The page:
The Races of Castlebar a Highlight of 'The Year of the French'

On July 3, 1998, An Taoiseach Bertie Aherne, T.D., unveiled a plaque on The Kingsbridge Inn to commemorate the bicentenary of "The Races of Castlebar." This event, as well as the publication of Thomas Flanagan's “The Year of the French" in 1979 and the subsequent filming of this novel some years ago, have increased an awareness of the events that took place in Mayo after the arrival of General Humbert at Kilcummin on August 22, 1798, and their importance in the course of Irish history.

(Pictured: The Races of Castlebar 1798
Castlebar, County Mayo)

Background

The French Revolution (1789-95) had a huge influence on most of Europe, including Ireland. In 1793, the National Assembly in Paris promised the assistance of France to all nations seeking freedom. Theobald Wolf Tone had gone to France to seek help for the Irish cause in 1796. This help was promised but, unfortunately, an expedition under General Hoche and 15,000 troops failed to reach Bantry Bay as the fleet was scattered by storm. After the rebellion of May 1798, Tone again sought help from France and, on July 19th, the French Directory agreed to send three expeditions to Ireland. The first of these expeditions, with an army of some 1,100 troops, sailed from La Rochelle on August 6th under the command of General Humbert (below). There were a number of Irish within Humbert's command. These included Matthew Tone, a brother of Wolf Tone; Bartholomew Teeling, and Father Henry O Kane. The fleet had originally planned to land in County Donegal, but due to storms and no doubt influenced by the presence of O Kane who was a native of Killala, the fleet sailed into Killala Bay.

Killala

On 22nd August, three frigates -- The Franchise, The Medee and The Concorde -- landed at Kilcummin flying the English colours. Edwin and Arthur Stock, sons of the Protestant Bishop of Killala, who had sailed out to meet them, greeted them. The two were captured, the English flag taken down, and the French flag hoisted. One of the first to disembark was Father O Kane, who spoke to the locals in Irish, which was the native tongue of most of the Irish then. Word soon filtered to native Irish throughout Mayo and Sligo. Bishop Stock also heard of the arrival, and he sent messages to the local gentry, among them the Jacksons, the Knoxs, Binghams, Palmers and Kirkwoods.

By about 7 p.m., the landing was complete. General Sarrazin and Father O Kane set out for Killala to survey the town. O Kane, commissioned a captain in the French force, was challenged by a yeoman from a side street, but was not hit. He went on to shoot the yeoman dead. Sarrazin and his men arrived in Killala, where they were met by a volley from the loyalists. Instead of replying, they attacked with bayonet charge and as they outnumbered the yeomen, they soon captured the town. Bishop Stock's palace was seized and became Humbert's headquarters. Several of the yeomen were taken prisoner, while others fled towards Ballina. A French soldier climbed to the top of the palace and removed the British flag, which was replaced by a green and gold flag bearing the inscription Erin Go Brach.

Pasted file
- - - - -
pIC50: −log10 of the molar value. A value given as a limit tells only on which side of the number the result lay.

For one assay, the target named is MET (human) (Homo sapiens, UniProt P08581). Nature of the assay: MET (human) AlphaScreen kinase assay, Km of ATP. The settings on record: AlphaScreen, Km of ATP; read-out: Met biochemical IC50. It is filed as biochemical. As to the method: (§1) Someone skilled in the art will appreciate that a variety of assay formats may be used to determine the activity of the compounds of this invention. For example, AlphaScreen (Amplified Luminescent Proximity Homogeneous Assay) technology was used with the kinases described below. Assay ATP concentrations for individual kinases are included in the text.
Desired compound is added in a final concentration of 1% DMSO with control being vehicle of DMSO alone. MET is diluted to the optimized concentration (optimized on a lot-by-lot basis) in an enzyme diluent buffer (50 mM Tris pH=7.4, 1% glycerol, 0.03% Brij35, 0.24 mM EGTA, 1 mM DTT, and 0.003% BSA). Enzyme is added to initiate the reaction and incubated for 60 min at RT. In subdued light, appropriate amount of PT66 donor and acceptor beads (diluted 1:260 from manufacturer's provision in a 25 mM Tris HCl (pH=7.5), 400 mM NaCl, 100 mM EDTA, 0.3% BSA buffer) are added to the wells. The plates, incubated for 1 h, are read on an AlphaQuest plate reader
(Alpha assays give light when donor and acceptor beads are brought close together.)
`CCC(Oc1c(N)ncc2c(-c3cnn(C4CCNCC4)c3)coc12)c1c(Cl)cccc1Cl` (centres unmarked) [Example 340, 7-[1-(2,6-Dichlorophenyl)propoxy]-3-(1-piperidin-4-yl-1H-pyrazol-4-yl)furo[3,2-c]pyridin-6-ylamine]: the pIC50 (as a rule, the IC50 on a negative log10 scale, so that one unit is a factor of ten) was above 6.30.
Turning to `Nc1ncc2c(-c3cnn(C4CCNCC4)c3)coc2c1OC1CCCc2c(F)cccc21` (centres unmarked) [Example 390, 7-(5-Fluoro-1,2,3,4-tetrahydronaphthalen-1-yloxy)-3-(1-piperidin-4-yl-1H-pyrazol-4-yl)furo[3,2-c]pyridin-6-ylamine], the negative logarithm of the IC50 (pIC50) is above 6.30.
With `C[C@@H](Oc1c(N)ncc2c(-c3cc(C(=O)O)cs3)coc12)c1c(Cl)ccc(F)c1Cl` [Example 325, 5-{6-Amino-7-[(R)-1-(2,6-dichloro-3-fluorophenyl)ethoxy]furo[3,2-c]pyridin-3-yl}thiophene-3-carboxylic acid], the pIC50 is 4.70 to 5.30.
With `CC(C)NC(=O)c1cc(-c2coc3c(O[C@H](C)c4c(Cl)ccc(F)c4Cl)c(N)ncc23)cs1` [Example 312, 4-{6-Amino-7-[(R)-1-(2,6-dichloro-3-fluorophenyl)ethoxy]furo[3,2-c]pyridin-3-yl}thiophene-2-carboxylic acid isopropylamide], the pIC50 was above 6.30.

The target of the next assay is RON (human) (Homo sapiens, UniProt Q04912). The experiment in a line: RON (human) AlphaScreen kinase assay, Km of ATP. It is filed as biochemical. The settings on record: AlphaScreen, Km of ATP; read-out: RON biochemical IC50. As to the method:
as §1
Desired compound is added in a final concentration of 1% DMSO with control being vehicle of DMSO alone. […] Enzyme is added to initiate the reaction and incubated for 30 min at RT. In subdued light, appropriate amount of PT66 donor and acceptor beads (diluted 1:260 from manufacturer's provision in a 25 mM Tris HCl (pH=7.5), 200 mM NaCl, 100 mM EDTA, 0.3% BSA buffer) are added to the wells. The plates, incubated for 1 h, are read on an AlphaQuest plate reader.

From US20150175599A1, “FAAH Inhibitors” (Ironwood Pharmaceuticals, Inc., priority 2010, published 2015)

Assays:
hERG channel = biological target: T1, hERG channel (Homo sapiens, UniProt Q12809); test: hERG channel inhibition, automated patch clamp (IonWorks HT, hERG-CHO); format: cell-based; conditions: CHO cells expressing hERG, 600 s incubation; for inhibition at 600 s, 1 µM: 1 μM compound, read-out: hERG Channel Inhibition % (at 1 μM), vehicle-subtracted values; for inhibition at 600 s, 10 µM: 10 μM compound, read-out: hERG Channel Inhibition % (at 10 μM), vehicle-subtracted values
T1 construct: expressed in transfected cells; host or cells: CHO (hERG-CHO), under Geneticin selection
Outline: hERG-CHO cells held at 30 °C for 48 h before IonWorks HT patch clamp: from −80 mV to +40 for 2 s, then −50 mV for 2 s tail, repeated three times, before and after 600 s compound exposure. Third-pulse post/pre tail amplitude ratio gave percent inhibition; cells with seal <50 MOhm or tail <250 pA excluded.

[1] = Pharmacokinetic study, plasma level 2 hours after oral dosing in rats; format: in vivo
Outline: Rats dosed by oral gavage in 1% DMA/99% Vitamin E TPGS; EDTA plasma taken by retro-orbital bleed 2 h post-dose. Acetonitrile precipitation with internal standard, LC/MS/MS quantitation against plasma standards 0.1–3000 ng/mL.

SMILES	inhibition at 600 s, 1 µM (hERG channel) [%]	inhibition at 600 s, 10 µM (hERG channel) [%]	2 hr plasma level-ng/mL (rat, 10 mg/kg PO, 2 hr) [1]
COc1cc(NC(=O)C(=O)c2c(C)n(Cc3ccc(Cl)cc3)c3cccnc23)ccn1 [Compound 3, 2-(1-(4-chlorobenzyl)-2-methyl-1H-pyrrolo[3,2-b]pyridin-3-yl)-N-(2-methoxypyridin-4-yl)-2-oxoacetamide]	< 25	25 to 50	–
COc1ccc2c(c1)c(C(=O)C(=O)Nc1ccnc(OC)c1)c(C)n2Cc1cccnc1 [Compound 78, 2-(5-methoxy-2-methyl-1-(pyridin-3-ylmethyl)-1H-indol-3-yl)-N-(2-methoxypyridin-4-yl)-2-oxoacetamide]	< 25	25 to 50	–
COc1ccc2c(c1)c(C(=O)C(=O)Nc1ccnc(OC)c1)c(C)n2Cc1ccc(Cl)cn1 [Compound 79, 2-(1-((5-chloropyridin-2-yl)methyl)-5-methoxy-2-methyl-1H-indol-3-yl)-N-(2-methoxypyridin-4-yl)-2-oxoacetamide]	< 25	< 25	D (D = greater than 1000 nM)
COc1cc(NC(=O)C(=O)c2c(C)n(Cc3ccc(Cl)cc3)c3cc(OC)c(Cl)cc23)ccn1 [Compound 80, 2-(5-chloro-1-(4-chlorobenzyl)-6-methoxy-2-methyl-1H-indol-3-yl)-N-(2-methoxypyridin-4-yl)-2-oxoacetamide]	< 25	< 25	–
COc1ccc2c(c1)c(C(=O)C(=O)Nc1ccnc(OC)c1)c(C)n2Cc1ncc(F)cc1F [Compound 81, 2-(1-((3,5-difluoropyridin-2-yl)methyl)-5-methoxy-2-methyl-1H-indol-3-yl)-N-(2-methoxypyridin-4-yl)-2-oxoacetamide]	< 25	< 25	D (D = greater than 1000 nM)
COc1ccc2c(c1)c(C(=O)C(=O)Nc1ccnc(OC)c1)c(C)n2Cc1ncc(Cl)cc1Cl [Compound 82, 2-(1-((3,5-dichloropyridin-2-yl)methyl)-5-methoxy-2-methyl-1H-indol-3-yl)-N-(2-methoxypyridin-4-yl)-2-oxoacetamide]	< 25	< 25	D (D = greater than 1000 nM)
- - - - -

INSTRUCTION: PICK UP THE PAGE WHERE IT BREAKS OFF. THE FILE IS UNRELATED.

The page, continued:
The arrival of the French at Killala and the rumour of other French landings caused panic among the English. The British military commander in Mayo sent a despatch to Lord Castlereagh in Dublin Castle seeking help. The local Irish leaders broadcast a call for help throughout Mayo and Sligo. Many Irish volunteers arrived to help them, including Hugh Maguire, Richard O Dowd, and Colonel Matthew Bellew, a retired Austrian officer and brother of the Catholic Bishop of Killala. Bellew was appointed leader of the insurgents. Many priests arrived with recruits, including Fathers Munnelly; Owen Cowley; David Kelly, of Ballycroy; and James Conroy, of Addergoole.

Having captured Killala, Humbert sent two groups, under Generals Sarrazin and Fontaine, to capture Ballina. That night, a fight took place between Sarrazin's troops and the British at Rosserk. The English eventually retreated in confusion. The next morning, the French / Irish troops captured Ballina under cover of darkness. The Irish peasants lit bundles of straw to show them their way. This approach road to Ballina has since been known as Bothair na Sop. They took Ballina with little resistance. They were shocked to see the body of Patrick Walshe of Crossmolina, who had been hanged publicly. He had been sent in advance to reconnoitre. The English for the most part fled towards Foxford, where they would have their forces waiting for the French advance on Castlebar.

On the 22nd, Sarrazin who had been joined by Humbert, left Ballina for Castlebar. They marched for a few miles towards Castlebar and on the advice of Father Conroy decided to turn west towards Crossmolina and approach Castlebar via Laherdane and Barnageehy. At Laherdane, the French rested and were fed by the locals before proceeding on the last leg of their journey through Barnageehy. The night was so treacherous with rain and wind that the heavy artillery had to be abandoned.

A yeoman farmer who had been tending to his cattle had spotted the French / Irish advance party. He immediately fled to Castlebar to warn the British commander of the imminent arrival of the French / Irish forces.

The English forces took up position at Sion Hill just outside the town. Humbert approached and took account of the English position. After a number of attacks in which they were hit by British cannon, Humbert decided to regroup and divided his troops, splitting them to the left and right so as to attack the English flanks. The Irish drove a herd of cattle ahead of them causing confusion in the English ranks. The French / Irish made an effective bayonet charge through the centre. The English retreated down Staball Hill. Another attack occurred at Main Steet Bridge. The English defended the bridge for some time, using forces from the Longford and Kilkenny militias and Fraziers Fencibles (a Scottish regiment). They were eventually routed, and most of the English fled toward Tuam and Athlone. The event has since become known as The Races of Castlebar. In all, the attack only lasted from 6 a.m. to noon and has been described by Thomas Pakenham in "The Year of Liberty" as one of the most ignominious defeats in British military history.

After the battle, Humbert set his headquarters at Geevy's Hotel (now known as The Humbert Inn). A Provisional Government of Connaught was declared, with John Moore of Moore Hall, selected as its president. A victory ball was held in the Linen Hall (now Town Hall), which was well attended. A small party under Teeling (pictured) pursued the British rearguard under Lord Roden. Their flag of truce was ignored and five French troopers were brutally murdered. The place where they fell is still known as French Hill.